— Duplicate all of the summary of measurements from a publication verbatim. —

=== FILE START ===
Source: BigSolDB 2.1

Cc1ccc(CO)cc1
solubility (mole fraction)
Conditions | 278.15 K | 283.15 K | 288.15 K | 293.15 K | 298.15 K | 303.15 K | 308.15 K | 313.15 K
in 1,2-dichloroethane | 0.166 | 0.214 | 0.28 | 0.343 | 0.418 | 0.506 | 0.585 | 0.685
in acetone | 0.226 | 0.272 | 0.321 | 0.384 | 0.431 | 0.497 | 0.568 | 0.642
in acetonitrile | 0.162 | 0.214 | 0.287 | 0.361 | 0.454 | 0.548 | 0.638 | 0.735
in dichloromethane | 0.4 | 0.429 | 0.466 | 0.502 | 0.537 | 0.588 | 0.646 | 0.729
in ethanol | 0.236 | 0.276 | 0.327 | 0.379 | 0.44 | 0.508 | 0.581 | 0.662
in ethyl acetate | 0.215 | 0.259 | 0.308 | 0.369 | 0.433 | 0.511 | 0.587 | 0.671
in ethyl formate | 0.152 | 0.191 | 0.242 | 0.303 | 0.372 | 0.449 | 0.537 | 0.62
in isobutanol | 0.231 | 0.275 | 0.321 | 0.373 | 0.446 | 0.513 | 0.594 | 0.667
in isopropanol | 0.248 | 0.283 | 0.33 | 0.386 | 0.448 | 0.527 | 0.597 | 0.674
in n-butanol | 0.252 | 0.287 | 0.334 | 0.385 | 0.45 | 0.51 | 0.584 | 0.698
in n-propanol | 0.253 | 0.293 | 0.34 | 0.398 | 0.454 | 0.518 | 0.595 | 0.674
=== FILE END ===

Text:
Source: BigSolDB 2.1

Cc1ccc(CO)cc1
solubility (mole fraction)
Conditions | 278.15 K | 283.15 K | 288.15 K | 293.15 K | 298.15 K | 303.15 K | 308.15 K | 313.15 K
in 1,2-dichloroethane | 0.166 | 0.214 | 0.28 | 0.343 | 0.418 | 0.506 | 0.585 | 0.685
in acetone | 0.226 | 0.272 | 0.321 | 0.384 | 0.431 | 0.497 | 0.568 | 0.642
in acetonitrile | 0.162 | 0.214 | 0.287 | 0.361 | 0.454 | 0.548 | 0.638 | 0.735
in dichloromethane | 0.4 | 0.429 | 0.466 | 0.502 | 0.537 | 0.588 | 0.646 | 0.729
in ethanol | 0.236 | 0.276 | 0.327 | 0.379 | 0.44 | 0.508 | 0.581 | 0.662
in ethyl acetate | 0.215 | 0.259 | 0.308 | 0.369 | 0.433 | 0.511 | 0.587 | 0.671
in ethyl formate | 0.152 | 0.191 | 0.242 | 0.303 | 0.372 | 0.449 | 0.537 | 0.62
in isobutanol | 0.231 | 0.275 | 0.321 | 0.373 | 0.446 | 0.513 | 0.594 | 0.667
in isopropanol | 0.248 | 0.283 | 0.33 | 0.386 | 0.448 | 0.527 | 0.597 | 0.674
in n-butanol | 0.252 | 0.287 | 0.334 | 0.385 | 0.45 | 0.51 | 0.584 | 0.698
in n-propanol | 0.253 | 0.293 | 0.34 | 0.398 | 0.454 | 0.518 | 0.595 | 0.674